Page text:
You know when a blog post starts like that I'm about to share opinions, so let's start out with a giant disclosure.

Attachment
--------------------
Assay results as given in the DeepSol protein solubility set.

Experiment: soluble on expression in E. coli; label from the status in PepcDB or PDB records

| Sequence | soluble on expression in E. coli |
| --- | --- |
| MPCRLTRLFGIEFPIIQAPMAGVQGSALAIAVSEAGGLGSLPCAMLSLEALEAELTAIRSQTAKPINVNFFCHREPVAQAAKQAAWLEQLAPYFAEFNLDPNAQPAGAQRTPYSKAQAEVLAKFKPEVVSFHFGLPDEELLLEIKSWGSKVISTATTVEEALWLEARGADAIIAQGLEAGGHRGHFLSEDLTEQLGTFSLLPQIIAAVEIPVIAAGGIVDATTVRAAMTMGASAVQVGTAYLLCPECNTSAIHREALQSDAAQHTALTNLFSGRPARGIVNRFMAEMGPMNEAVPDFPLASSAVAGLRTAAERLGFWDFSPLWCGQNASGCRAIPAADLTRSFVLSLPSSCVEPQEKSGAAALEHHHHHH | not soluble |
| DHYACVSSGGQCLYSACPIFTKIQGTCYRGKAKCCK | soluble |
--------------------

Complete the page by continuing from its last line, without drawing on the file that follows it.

John Stephens is not a lawyer. He is also not a Constitutional Scholar, and he did not study the law or the United States Constitution. Unlike most members of Congress though, he has at least read the Constitution. He suffers a strange mental illness where he also derives joy from reading SCOTUS (Supreme Court of the United States) opinions, and having read literally hundreds of them he is sharing his opinions today. These are opinions, not legal advice. Do not retain Mr. Stephens for legal advice. If you want to employ Mr. Stephens, he sells board games, and teaches other people how to sell board games. On with the blog! (DISCLOSURE TWO - If you're a reader who comes here for gaming content, that's not happening today, sorry. Return next week when we finish our series on hiring new employees.) At some point yesterday a draft of an upcoming majority opinion from SCOTUS was leaked to the press. You can read it pretty much anywhere you go on the internet, so I'm not going to post it here. Chances are good you've already read it, or at least heard about it. This draft opinion would overturn Roe v Wade (410 US 113 (1973)), a court precedent that guaranteed women access to reproductive health care. This is a pretty simplistic view of what Roe v Wade actually accomplished, and we need to unpack the big important thing to understand why this ruling is so dastardly and tragic. All laws emanate from the US Constitution, and in the case of Roe, the ruling emanates from the 14th Amendment, particularly the Due Process Clause, which it was ruled during Roe, protects a woman's right to privacy during healthcare decisions, and allows a woman the right to choose an abortion because of that right to privacy. The right to healthcare is certainly at stake here, and a woman's right to make her own healthcare decisions is vitally important, but in my mind this is but the beginning of a slippery slope. Does this ruling mean that this SCOTUS doesn't recognize the right to privacy? Fellow Constitution readers, a question? Where does the word 'privacy' appear in the Constitution, and how many times does the word appear? Nowhere? Never? Zero? What?!? Then how can we have a right to privacy? We now return to something I said earlier; all laws emanate from the Constitution. This does not mean all laws are written in the Constitution, because that would have required a level of prescience that is unheard of outside of some random cults. The men who wrote the Constitution were not psychics, and despite the way we deify many of them today these are the same people who wrote the Three-Fifths Compromise, and of the fifty-five men who served at the Constitutional Convention, about twenty-five them of them were slaveholders. These men do not deserve status as deities, and their work has been nowhere near as perfect as some people like to pretend it is. But we were talking about reproductive rights here, not the terrible evils of slavery perpetuated by the Constitution, right? Oh yes, the right to privacy. In Roe v Wade it was enshrined in the Due Process Clause of the 14th, and this was again mentioned during Planned Parenthood v Casey (505 US 833 (1992)):